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Question: I have an Audio engineering questions. I would like to your opinions on using
"doubles" on a track; can they be used througout the entire song, or only parts
of the song? Is there a 'general rule of thumb' as to where they should be used
and when they are the most effective? Also, what is your advice when it comes to
harmonies. What is the "technique" used in audio engineering to make them sound
'tighter' so they don't sound like a background vocal?
Answer by

Nuri Amir's response:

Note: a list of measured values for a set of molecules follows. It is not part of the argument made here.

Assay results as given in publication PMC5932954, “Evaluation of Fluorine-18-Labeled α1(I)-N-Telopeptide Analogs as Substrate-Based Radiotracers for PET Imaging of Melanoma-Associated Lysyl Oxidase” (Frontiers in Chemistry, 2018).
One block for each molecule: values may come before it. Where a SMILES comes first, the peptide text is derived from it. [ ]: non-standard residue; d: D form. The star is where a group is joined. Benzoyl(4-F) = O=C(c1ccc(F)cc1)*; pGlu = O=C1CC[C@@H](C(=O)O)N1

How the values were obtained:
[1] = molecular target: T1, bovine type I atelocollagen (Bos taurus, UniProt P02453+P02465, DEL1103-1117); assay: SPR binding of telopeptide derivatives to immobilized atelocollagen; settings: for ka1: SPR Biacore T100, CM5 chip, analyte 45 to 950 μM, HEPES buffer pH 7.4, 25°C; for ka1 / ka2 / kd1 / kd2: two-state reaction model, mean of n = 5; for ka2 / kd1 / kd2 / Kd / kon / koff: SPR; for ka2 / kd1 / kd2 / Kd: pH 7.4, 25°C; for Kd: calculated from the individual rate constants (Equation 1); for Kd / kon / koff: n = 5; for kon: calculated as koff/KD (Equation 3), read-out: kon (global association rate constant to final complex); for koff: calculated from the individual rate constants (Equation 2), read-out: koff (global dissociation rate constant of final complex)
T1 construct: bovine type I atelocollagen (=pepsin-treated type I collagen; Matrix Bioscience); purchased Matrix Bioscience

I'm not an engineer so I can only give my experience, what I do and what I've seen other successful producers do. Coming from a R&B/Hip Hop/Pop background, we double just about everything. I'm told some artist like Pac and Micheal J stack their vocals in multiple layers in the studio. It's hard to learn but it gives you a richer sound. Plus they got the budget and the time to do that, most of us don't. For harmonies, keep them tight and close, half step, two part harmony works best for me, used only to accentuate and highlight. Harmony loses it's effectiveness if it's overdone. If you really want get a good handle on harmony, listen to old Motown and Stax/Volt records. Or groups like America, Fleetwood Mac and Steely Dan. Listen to Aja or Rumors, or 80's Michael Jackson. Don't try and re-invent the wheel, it's already been done, just go get it. Listen to Kool and Gangs 80's stuff. And a little reverb is the only thing I know to do to get a better blend, but only works if you sing it tight. I think the key in your situation is the singers have to be tight, phrasing and vibrato are important. If you're relying the engineer to make your harmony tighter, what are you gonna do when you perform live. Sing it right, sing it tight!, and you won't have to worry about the engineering.

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